The Tax Office recognised the problem and decided in 2018 to adjust its computer system in order to grant the supplementary child care benefit separately from the ALO-kop. Due to this modification, it is now possible for this group of beneficiaries to preemptively waive the ALO-kop, thereby preventing a reclamation after family reunification. Although the offered solution entails an improvement, it does not address the entire issue. Not all beneficiaries and their advocates are aware of the option to waive the ALO-kop, resulting in the automatic allocation of the ALO-kop. Additionally, for many families, the supplement is a crucial source of income that they would have to forego if they opt out of the ALO top-up. The Participation Act makes it possible for some municipalities to compensate the lack of the ALO-kop by increasing the social benefit. However, due to the fact that this compensation is not obligatory for municipalities, differences in practice exist. This issue is therefore still under the attention of the DCR (Dutch Council for Refugees), the Tax Office, and the central government.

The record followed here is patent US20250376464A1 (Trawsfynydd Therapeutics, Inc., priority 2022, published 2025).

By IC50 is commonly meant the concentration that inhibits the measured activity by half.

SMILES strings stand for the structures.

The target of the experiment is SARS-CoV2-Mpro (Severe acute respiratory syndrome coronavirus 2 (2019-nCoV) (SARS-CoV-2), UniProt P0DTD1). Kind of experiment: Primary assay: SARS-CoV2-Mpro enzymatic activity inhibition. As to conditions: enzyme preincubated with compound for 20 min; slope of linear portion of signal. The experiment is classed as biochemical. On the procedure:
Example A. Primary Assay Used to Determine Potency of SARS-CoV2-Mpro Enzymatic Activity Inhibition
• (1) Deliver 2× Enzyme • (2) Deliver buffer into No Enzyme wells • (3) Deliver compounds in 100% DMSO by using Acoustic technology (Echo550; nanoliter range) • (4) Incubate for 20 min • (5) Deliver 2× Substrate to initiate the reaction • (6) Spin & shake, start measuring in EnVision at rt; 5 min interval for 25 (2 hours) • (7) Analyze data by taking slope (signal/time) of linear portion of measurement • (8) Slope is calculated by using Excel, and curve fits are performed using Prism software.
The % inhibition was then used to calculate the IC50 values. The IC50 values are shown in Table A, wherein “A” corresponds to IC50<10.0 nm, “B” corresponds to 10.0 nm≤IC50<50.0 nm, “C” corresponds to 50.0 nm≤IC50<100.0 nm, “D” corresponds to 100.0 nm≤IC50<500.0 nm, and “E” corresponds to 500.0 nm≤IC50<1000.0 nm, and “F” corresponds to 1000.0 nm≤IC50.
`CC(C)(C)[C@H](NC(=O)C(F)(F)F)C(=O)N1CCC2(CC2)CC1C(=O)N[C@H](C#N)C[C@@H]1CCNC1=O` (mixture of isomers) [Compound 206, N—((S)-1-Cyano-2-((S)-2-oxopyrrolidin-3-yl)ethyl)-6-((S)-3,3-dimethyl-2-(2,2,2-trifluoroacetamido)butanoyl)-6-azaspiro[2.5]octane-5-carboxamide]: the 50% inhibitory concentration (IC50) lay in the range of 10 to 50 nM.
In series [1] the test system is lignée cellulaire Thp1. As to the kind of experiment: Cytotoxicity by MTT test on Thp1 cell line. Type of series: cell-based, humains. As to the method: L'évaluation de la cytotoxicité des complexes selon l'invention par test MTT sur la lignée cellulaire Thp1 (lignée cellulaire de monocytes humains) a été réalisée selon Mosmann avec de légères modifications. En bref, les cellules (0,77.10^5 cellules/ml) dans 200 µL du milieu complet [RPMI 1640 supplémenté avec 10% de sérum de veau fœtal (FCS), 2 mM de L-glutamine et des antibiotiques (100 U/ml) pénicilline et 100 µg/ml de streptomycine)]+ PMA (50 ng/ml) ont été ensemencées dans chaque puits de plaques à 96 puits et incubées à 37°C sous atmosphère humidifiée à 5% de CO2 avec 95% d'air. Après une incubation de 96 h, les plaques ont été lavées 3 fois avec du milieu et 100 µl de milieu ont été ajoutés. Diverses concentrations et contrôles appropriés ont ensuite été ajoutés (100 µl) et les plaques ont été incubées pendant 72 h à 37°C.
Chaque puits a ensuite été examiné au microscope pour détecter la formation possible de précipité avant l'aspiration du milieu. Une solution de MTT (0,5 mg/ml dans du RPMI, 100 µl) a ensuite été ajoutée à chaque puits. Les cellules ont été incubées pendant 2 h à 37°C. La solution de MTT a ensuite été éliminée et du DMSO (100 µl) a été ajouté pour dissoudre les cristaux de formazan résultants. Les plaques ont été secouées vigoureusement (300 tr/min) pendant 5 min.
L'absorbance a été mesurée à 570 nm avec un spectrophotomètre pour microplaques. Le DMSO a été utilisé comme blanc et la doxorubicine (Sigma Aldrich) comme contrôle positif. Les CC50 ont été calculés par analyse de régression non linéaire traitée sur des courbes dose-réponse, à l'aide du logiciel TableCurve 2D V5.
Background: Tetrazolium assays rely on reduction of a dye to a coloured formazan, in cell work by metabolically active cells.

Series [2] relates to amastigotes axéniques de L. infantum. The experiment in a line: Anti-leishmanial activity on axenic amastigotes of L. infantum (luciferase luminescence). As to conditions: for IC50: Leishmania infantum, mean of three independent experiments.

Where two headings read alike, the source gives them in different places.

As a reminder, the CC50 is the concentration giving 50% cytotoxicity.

[1] Article 11(2) Participation Act.

[2] Articles 8-15 Rent Benefit Act.

[3] Articles 2-2a Healthcare Benefit Act.

[4] Article 2(1) Supplementary Child Care Act.

[5] Article 1.6(1)(g) Child Care Act.

[6] Stb 2021, nr. 38.

[7] Ministry of Social Affairs, KST II 2019/20, 35483, nr. 3.

[8] KIS and Divosa, KIS-Monitor 2023, Gemeentelijk beleid arbeidstoeleiding en inburgering statushouders en gezinsmigranten, September 2023.

[9] See Council of State, Decision No 201800817/1/A2, 12 December 2018, available in Dutch at:

[10] Article 1.6 (1) Child Care Act.

[11] Article 9 (3) Algemene Wet inkomensafhankelijke regelingen [Staatsblad 2021, nr. 651, 22 December 2021].

[12] Staatsblad 2022, nr. 500, 6 december 2022, available in Dutch at:

Table of contents

  • Statistics
  • Overview of the legal framework
  • Overview of the main changes since the previous report update
  • Asylum Procedure
  • Reception Conditions
  • Detention of Asylum Seekers
  • Content of International Protection
  • ANNEX I – Transposition of the CEAS in national legislation